The NCAA makes rules, not laws
NCAA president Mark Emmert. Photo: Brett Wilhelm/NCAA Photos via Getty Images
With California's Fair Pay to Play Act dominating headlines and lawmakers across the country considering similar bills, it's important to remember that the NCAA doesn't have any authority when it comes to actual legislation.
The big picture: While the NCAA has its own rules and regulations for its member institutions and athletes, it doesn't have any ability to actually enforce actual laws — the ones passed by the government. Of course, that doesn't mean that running afoul of its own rules — resulting, for example, in the suspension of a cash-cow football team — wouldn't be a death knell for an institution's athletic program.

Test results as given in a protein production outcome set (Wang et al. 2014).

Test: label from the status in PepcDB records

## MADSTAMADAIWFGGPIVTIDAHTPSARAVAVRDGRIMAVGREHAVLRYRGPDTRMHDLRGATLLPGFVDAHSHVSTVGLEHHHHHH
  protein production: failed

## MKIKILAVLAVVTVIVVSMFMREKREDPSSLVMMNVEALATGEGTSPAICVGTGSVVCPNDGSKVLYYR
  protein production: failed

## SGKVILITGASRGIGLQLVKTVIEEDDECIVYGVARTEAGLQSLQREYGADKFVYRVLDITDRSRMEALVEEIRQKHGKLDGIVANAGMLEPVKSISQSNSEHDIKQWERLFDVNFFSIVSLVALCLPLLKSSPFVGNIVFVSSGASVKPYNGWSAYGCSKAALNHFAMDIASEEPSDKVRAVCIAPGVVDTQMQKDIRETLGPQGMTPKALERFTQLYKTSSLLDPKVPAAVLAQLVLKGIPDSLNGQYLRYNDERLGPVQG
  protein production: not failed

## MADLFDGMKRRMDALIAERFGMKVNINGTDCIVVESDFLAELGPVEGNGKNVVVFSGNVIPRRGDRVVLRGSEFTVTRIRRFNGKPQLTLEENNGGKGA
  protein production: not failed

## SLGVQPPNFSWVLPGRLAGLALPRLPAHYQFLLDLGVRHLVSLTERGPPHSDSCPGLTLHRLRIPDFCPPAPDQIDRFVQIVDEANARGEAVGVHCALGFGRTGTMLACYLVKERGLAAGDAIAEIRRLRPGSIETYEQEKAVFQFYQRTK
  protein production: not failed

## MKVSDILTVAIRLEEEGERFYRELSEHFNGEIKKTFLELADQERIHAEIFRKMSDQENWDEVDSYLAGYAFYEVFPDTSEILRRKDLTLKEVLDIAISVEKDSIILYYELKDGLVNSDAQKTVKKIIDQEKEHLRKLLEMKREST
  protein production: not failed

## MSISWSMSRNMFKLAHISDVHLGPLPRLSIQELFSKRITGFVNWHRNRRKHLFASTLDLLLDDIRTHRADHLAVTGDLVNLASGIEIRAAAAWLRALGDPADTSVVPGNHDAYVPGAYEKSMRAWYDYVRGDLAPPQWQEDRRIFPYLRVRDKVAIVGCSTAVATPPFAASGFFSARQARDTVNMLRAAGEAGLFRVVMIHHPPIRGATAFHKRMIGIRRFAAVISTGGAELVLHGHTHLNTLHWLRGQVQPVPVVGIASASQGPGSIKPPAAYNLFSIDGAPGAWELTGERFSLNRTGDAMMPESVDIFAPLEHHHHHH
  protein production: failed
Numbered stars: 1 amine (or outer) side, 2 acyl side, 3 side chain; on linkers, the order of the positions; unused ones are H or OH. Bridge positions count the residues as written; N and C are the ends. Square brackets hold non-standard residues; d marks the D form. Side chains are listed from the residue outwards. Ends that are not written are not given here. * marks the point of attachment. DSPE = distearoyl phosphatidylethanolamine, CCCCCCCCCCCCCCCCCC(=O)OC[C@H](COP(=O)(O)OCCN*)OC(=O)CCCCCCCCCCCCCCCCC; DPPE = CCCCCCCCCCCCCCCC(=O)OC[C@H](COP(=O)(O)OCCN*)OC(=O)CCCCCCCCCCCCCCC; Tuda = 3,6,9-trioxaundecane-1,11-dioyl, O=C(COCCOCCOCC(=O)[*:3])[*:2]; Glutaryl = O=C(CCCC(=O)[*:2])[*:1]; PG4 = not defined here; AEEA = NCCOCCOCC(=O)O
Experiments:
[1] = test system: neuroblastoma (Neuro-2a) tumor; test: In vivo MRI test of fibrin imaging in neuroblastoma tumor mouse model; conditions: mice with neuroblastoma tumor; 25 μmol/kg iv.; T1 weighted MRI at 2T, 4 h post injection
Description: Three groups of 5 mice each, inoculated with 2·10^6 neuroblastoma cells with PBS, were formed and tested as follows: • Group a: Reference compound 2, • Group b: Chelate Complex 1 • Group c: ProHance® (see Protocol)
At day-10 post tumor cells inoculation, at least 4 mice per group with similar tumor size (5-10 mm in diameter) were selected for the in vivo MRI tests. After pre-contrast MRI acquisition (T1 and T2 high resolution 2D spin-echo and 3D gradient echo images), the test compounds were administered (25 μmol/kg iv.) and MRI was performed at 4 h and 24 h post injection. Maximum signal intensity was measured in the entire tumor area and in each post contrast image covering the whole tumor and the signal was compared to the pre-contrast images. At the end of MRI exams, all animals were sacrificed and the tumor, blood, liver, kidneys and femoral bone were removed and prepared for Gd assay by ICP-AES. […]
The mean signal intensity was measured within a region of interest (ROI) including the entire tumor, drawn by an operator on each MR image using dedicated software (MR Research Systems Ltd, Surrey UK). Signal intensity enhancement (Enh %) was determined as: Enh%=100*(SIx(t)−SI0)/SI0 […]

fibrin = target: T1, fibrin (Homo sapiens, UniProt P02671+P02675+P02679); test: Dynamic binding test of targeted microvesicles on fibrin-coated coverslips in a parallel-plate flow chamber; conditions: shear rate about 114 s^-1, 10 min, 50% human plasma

The Ringer's Rodger Sherman breaks down this maddening situation even further:
- "Sometimes this can get confusing, because the NCAA has previously tried to punish schools that break laws (like when it issued sanctions against Penn State for its officials' failure to report the crimes of Jerry Sandusky) and because courts and federal agencies have previously decided to enforce NCAA [rules] (like the FBI's attempt to crack down on corruption in college basketball)."
- "When a state government passes a law asserting jurisdiction over how college athletics works, though, the NCAA can do little else besides whine and hide."
In other words: "It's illegal for an athlete to receive a huge payment from a booster in the same way it's illegal for you to collect $1,000 in Monopoly money when passing go."